The Nick Cave Labyrinth
From: Butler's Lives of the Saints
July 24 Christina the Astonishing, Virgin (A.D. 1224)
Christina was born at Brusthem in the diocese of Liege, in 1150, and at
the age of fifteen was left an orphan, with two elder sisters. When she
was about twenty-two Christina had a seizure, was assumed to be dead,
and in due course was carried in an open coffin to the church,
where a Mass of requiem was begun. Suddenly, after the Agnus Dei,
Christina sat up, soared to the beams of the roof, and there perched
herself. Everyone fled from the church except her elder sister, who,
though thoroughly frightened, gave a good example of recollection to
the others bystopping till the end of Mass. The priest then made
Christina come down (it was said that she had taken refuge up there
because she could not bear the smell of sinful human bodies).
She averred that she had actually been dead; that she had gone down to
Hell and there recognized many friends, and to Purgatory, where she had
seem more friends, and then to Heaven.
This was only the beginning of a series of hardly less incredible
occurrences. Christina fled into remote places, climbed trees and
towers and rocks, and crawled into ovens, to escape from the smell
of humans. She would handle fire with impunity and, in the coldest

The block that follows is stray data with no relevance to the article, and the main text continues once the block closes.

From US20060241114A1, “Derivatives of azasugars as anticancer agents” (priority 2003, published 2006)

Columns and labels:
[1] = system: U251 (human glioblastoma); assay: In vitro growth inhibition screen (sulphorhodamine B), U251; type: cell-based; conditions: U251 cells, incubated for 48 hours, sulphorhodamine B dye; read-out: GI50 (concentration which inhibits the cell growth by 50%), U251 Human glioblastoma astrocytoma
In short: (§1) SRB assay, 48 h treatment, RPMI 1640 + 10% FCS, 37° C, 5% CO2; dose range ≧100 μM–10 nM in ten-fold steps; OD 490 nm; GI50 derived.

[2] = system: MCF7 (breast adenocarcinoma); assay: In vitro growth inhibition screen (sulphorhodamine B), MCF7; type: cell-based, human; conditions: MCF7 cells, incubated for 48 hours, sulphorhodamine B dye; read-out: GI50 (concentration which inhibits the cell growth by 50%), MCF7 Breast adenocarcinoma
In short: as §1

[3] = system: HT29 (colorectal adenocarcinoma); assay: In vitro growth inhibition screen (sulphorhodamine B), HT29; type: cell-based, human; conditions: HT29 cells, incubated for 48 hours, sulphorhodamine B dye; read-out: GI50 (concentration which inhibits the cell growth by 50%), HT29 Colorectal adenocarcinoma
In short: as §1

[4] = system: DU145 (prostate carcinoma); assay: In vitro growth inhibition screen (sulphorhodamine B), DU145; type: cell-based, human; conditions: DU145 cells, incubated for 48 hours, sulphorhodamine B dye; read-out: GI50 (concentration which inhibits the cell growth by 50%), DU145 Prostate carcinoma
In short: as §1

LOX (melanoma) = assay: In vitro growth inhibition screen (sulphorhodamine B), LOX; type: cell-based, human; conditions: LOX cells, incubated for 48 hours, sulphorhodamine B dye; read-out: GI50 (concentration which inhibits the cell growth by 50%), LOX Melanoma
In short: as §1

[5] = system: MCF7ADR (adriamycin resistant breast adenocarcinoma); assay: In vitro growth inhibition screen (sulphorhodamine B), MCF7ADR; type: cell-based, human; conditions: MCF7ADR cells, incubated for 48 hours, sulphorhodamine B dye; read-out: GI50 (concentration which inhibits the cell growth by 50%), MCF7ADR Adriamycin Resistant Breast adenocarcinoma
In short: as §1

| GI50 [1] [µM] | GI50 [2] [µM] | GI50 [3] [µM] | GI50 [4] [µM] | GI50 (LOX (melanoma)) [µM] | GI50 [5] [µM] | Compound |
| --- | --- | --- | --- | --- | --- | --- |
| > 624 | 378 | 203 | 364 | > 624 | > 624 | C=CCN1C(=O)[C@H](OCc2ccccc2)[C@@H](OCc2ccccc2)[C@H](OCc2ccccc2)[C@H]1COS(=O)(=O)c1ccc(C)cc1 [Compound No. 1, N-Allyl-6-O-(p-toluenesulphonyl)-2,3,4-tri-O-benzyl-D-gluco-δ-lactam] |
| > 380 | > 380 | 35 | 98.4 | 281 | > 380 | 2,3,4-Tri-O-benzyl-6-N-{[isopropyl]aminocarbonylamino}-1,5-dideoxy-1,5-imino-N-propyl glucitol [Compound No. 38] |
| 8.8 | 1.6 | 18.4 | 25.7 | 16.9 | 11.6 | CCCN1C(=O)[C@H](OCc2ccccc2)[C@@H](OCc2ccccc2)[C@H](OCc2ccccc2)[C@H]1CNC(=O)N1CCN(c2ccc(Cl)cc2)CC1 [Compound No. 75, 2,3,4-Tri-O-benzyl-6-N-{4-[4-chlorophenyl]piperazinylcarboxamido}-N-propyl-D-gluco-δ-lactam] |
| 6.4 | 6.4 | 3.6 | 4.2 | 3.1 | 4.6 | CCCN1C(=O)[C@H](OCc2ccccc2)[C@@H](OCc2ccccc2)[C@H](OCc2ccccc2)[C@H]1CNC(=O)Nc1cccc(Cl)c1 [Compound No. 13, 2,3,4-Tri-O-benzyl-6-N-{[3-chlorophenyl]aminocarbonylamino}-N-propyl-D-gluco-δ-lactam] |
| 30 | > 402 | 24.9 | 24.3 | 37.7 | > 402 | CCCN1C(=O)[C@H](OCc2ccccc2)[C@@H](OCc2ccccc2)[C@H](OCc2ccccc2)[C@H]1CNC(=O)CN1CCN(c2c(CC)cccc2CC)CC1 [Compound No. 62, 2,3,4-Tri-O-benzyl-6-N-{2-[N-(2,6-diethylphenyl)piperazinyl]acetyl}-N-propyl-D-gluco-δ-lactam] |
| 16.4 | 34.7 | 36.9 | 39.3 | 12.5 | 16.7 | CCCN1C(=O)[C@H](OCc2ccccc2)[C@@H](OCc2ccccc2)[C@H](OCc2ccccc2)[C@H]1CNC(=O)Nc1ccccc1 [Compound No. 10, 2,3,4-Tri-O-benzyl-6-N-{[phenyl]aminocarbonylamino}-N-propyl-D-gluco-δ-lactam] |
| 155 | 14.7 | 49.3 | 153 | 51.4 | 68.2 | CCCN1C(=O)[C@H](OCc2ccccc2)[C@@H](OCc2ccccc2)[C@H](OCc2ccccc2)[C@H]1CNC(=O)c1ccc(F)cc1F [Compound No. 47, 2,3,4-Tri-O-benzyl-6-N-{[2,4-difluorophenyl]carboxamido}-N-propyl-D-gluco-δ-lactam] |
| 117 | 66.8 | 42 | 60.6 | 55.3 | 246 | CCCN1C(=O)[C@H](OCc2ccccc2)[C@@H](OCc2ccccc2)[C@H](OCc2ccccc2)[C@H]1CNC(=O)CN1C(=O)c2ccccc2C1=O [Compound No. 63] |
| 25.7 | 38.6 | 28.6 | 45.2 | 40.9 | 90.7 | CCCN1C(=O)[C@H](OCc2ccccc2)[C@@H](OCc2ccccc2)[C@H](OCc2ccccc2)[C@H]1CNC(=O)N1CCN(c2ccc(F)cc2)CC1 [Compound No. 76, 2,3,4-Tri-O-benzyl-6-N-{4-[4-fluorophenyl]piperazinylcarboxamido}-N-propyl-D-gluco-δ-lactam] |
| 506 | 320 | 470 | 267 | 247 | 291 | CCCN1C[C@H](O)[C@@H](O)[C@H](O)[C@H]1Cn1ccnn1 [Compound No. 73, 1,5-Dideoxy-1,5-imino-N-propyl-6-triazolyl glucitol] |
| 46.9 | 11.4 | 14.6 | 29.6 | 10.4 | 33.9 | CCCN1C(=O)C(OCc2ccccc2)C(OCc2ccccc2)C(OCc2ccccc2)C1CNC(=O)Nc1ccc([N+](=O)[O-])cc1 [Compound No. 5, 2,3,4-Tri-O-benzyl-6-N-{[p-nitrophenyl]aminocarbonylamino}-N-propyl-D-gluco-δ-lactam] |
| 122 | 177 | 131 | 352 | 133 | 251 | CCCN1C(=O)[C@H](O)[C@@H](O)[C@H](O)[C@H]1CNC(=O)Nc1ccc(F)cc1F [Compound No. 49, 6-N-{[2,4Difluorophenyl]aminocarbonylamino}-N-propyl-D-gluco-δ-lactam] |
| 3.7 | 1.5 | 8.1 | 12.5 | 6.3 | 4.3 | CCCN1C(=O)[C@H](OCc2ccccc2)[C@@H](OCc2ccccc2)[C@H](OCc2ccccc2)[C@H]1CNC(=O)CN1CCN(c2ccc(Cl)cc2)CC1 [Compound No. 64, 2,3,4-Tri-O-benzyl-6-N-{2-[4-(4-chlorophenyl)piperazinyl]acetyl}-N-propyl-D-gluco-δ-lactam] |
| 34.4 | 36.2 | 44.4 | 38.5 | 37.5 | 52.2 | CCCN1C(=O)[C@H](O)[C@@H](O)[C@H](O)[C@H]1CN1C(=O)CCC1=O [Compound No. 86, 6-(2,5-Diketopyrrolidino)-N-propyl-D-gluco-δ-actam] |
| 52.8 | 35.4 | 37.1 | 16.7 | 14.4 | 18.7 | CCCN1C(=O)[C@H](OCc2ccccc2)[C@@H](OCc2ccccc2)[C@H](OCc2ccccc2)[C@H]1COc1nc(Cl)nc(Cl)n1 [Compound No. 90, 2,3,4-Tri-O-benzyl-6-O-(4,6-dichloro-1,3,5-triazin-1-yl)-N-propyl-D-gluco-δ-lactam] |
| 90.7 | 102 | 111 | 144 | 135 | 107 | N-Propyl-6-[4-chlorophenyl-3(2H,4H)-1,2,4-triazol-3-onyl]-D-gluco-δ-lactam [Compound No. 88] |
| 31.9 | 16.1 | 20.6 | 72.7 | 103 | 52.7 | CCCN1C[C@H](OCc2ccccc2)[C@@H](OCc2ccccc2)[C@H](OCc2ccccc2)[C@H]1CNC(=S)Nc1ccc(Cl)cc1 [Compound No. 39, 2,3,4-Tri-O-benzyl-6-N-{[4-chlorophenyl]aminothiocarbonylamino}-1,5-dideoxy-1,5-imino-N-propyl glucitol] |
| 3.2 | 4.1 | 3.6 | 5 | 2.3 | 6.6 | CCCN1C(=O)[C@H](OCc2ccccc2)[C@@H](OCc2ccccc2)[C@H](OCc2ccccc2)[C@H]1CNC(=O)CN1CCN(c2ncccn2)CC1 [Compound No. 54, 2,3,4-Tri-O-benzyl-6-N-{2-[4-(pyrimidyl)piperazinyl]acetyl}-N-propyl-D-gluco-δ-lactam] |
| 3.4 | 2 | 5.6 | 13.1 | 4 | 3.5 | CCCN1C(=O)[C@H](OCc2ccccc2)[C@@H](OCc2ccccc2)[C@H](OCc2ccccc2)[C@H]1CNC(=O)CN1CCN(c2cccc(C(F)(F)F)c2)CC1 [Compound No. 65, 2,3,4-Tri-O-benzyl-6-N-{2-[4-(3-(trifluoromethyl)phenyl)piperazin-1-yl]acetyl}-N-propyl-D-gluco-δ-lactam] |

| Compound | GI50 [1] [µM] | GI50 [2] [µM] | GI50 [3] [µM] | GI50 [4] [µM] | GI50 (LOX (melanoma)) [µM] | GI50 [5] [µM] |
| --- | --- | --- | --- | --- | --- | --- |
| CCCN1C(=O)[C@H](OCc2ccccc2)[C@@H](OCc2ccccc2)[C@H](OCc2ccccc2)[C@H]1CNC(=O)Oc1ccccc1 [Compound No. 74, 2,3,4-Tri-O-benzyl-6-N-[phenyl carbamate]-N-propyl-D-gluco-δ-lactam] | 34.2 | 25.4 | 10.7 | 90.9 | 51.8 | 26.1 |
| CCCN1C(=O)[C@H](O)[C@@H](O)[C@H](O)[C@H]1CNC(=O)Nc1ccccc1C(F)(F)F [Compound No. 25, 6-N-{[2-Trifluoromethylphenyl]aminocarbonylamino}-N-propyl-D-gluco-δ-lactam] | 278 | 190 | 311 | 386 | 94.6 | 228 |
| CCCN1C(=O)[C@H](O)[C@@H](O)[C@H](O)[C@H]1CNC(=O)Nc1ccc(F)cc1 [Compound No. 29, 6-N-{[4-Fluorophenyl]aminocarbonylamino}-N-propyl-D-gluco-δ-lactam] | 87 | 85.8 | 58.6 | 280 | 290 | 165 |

weather, dash into the river, or into a mill-race and be carried
unharmed under the wheel. She prayed balancing herself on the top
of a hurdle or curled up on the ground in such a way that she looked
like a ball. Not unnaturally, everyone thought she was mad or
'full of devils,' and attempts were made to confine her, but she always
broke loose. Eventually she was caught by a man who had to give her
a violent blow on the leg to do it, and it was thought her leg was
broken. She was therefore taken to the house of a surgeon in Liege,
who put splints on the limb and chained her to a pillar for safety.
She escaped in the nights. On one occasion when a priest, not knowing
her and frightened by her appearance, had refused to give her communion,
she rushed wildly through the streets, jumped into the Meuse, and swam
away. She lived by begging, dressed in rags, and behaved in a
The last years of her life Christina passed in the convent of St.
Catherine at Saint-Trond, and there she died at the age of seventy-four.
Even while she lived there some who regarded her with great respect.
Louis, Count of Looz, treated her as a friend, welcoming her to his
castle, accepting her rebukes, and on his deathbed insisting on
manifesting his conscience to her. Blessed Mary of Oignies had regard
for her, the prioress of St Catherine's praised her obedience, and St
Lutgardis sought her advice.
I give up